The following comes from Johns Hopkins Health Alerts.
Some medical conditions, including neurological disorders (such as multiple sclerosis and stroke), hypothyroidism, fibromyalgia and chronic fatigue syndrome, are associated with dysthymia. Investigators believe that, in these cases, developing dysthymia is not a psychological reaction to being ill but rather is a biological effect of these disorders.
There are many reasons for this connection. It may be that these medical conditions interfere with the action of neurotransmitters, or that medications (such as corticosteroids or beta-blockers) taken for a medical illness may trigger the dysthymia or that both dysthymia and the medical illness are related in some other way, reinforcing each other in a complicated manner.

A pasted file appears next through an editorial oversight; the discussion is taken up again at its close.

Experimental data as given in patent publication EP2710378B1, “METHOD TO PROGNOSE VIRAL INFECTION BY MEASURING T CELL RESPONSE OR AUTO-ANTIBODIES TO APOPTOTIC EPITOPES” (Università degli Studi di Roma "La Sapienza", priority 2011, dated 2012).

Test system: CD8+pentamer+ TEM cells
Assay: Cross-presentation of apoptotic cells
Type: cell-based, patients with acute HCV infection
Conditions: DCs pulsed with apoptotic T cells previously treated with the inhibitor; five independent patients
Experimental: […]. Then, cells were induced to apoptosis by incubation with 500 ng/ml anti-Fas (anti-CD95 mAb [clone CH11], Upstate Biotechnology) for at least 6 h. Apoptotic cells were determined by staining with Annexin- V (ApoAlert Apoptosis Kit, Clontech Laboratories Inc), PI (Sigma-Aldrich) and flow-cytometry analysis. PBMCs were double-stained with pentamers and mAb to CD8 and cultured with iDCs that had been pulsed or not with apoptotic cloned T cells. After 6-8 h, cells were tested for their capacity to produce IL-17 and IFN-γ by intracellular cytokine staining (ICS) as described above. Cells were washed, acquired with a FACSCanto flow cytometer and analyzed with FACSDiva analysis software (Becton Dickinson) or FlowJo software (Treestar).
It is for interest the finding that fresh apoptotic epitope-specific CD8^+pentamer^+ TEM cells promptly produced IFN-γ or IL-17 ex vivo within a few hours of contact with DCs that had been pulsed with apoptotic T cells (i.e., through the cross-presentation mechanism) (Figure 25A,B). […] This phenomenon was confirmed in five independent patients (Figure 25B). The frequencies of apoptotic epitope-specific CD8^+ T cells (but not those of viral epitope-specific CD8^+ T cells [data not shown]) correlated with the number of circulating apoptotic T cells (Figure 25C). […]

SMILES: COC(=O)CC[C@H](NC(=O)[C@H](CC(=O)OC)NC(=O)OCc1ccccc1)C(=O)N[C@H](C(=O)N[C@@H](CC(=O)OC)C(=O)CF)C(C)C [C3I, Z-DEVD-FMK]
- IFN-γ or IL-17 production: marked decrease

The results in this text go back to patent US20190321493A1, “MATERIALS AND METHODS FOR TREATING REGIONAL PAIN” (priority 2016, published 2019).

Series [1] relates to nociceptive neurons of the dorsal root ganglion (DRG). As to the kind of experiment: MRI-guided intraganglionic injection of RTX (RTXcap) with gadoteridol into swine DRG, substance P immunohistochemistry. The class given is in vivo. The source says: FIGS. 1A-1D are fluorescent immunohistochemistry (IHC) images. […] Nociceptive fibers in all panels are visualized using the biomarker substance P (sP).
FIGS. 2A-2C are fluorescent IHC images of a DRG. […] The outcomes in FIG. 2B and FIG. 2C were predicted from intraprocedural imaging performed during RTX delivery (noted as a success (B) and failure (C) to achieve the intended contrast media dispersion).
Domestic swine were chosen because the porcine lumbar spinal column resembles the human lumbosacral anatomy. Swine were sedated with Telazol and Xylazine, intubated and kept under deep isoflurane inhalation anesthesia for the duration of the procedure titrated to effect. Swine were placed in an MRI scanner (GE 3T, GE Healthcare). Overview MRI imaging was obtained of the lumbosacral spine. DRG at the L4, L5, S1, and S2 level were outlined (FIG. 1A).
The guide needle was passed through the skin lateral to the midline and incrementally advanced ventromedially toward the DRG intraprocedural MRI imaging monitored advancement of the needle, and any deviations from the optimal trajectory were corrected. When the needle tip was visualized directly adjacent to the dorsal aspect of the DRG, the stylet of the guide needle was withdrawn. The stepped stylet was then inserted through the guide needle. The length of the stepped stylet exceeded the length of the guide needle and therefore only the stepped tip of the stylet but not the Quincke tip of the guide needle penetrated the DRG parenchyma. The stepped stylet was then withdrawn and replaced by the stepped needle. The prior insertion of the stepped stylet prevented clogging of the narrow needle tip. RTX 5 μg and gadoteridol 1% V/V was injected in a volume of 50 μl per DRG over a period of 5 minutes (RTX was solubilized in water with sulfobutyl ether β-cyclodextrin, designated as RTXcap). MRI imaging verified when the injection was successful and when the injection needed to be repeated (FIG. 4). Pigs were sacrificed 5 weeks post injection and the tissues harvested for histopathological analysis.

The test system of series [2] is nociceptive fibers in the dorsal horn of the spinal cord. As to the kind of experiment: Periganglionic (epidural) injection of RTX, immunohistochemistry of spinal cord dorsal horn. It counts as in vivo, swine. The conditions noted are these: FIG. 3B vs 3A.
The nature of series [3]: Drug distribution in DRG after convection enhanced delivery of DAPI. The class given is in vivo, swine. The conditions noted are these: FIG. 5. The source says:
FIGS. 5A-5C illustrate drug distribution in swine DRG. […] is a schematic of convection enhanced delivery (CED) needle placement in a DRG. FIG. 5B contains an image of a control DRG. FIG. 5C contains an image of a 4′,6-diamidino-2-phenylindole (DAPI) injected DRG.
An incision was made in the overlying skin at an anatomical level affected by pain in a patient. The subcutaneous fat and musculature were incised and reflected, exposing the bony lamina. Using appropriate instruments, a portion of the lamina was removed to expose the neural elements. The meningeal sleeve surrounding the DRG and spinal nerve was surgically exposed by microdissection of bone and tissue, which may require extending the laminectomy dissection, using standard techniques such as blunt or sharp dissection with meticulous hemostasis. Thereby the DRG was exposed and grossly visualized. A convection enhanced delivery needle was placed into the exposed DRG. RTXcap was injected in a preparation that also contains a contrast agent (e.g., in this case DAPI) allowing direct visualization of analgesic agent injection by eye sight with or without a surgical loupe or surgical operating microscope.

Dysthymia can also follow severe psychological stress, such as losing a spouse or caring for a chronically ill loved one. Older people who have never had psychiatric disorders are particularly susceptible to developing dysthymia after significant life stresses.
The point Johns Hopkins makes earlier in the article is this: dysthymia should be treated and not left alone for a long period of time, because untreated it can turn into major depression, and then one is not just subject to “feeling down,” one is confronted with a terrifying life crisis.